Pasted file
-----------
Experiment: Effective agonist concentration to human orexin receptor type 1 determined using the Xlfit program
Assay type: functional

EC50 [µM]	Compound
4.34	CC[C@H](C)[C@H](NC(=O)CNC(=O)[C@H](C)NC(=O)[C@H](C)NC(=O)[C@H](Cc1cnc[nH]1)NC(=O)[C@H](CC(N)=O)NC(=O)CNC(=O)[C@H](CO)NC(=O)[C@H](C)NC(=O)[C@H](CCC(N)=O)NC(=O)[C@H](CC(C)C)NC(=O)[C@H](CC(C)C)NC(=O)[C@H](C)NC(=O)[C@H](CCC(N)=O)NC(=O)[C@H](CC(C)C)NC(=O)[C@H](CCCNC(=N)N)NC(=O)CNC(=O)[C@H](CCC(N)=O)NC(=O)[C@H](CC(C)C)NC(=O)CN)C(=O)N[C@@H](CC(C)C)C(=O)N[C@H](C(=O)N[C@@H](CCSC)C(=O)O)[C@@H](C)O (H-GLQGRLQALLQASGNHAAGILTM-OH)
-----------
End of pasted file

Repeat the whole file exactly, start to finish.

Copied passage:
Experiment: Effective agonist concentration to human orexin receptor type 1 determined using the Xlfit program
Assay type: functional

EC50 [µM]	Compound
4.34	CC[C@H](C)[C@H](NC(=O)CNC(=O)[C@H](C)NC(=O)[C@H](C)NC(=O)[C@H](Cc1cnc[nH]1)NC(=O)[C@H](CC(N)=O)NC(=O)CNC(=O)[C@H](CO)NC(=O)[C@H](C)NC(=O)[C@H](CCC(N)=O)NC(=O)[C@H](CC(C)C)NC(=O)[C@H](CC(C)C)NC(=O)[C@H](C)NC(=O)[C@H](CCC(N)=O)NC(=O)[C@H](CC(C)C)NC(=O)[C@H](CCCNC(=N)N)NC(=O)CNC(=O)[C@H](CCC(N)=O)NC(=O)[C@H](CC(C)C)NC(=O)CN)C(=O)N[C@@H](CC(C)C)C(=O)N[C@H](C(=O)N[C@@H](CCSC)C(=O)O)[C@@H](C)O (H-GLQGRLQALLQASGNHAAGILTM-OH)